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Catering to the Toughest Crowd: ‘Yummy Toddler Foods’ | Town&Gown


Amy Palanjian’s career has encompassed editorial work in the lifestyle and food spaces, working for household-name magazines across the country, and also as a freelancer. However, today, her work, done from her home in Port Matilda, is entirely focused on toddlers—or rather, feeding toddlers.

Palanjian launched her blog “Yummy Toddler Foods” nearly a decade ago. Originally, the website was, as she says, “just a hobby as a place … to be creative on [her] own terms.” Now, it’s her full-time job and has been for the last four years.

“Five years ago, I spent a year learning how to be a food blogger. I listened to every resource I could find. I had hit a point where I was like, if I’m going to be spending this much time doing it, I have to do it for real and this has to be a business,” she explains. “Thank you, it turned out really well.”

What is ‘Yummy Toddler Food?’

Palanjian’s success can be partially attributed to her unique niche, and how she managed to fill a void in the blogging world during a time when blogs were still relatively new—and Palanjian has her daughter to thank.

“The niche that I chose, I chose because I had my first daughter and she had turned one. At that time, there were just no resources for that in-between phase of ‘not a baby’ and ‘not a big kid.’ All the recipes I found for ‘kid food’ were too hard to chew. A lot of the recipes were sweeter than I necessarily wanted. I felt like there was a gap,” she says, adding, “Kids, when they’re one, two, and three, are learning their places in the world and finding their voices. The dynamics at the table really change. I didn’t feel like that was addressed anywhere either.”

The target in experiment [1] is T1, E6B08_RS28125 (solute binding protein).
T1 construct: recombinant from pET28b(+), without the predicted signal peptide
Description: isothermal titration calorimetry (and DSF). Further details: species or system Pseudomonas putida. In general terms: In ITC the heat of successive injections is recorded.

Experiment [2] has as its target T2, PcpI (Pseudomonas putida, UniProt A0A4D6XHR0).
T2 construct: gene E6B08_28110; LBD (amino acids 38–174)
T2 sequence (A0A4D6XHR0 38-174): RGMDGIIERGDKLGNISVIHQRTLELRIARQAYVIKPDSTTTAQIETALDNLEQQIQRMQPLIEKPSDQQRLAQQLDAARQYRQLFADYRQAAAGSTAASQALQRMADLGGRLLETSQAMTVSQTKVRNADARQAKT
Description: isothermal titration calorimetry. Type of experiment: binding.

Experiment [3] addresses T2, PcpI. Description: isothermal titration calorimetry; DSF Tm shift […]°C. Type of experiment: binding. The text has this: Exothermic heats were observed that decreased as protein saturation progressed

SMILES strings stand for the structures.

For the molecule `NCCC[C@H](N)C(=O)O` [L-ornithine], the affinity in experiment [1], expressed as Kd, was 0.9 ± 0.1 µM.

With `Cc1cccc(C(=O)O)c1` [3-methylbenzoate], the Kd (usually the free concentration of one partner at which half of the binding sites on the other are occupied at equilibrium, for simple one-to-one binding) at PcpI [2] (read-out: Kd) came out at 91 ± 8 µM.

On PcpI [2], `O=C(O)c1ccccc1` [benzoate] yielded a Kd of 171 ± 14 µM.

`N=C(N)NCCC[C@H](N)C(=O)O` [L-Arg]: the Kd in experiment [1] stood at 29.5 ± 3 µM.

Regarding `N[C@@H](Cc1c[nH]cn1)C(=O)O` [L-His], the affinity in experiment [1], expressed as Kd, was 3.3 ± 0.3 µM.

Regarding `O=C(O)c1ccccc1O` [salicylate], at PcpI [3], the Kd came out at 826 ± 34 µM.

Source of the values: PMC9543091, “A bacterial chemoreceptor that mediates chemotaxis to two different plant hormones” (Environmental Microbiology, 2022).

With the goal of filling this online void in mind, Palanjian got started.

“With my background in recipe development, I just started putting recipes online. I didn’t know how to use a camera. I didn’t know anything about writing for the internet. I knew how to deliver a story and I knew how to write a recipe, so that was where I started,” she says.

Today, “Yummy Toddler Foods” features a near-endless number of recipes and resources for parents and families, alongside gorgeous photography. Palanjian also has a new cookbook coming out in August. Her main audience, she says, is busy families who want to feed their children nutritious, tasty foods, but maybe those parents aren’t confident in the kitchen, or they’ve been frustrated trying to feed their children new foods in the past.

While more toddler-focused cooking blogs may have arisen since she started “Yummy Toddler Foods,” Palanjian still makes herself stand out with one key difference: convenience.

“A lot of the recipes on my site are similar recipes that you might find elsewhere, but the difference is that my perspective is always [that of] the parent trying to cook with a toddler hanging on their leg,” she laughs. “How can I make there be less to chop? What is the ingredient that they might have in their kitchen that would simplify this?”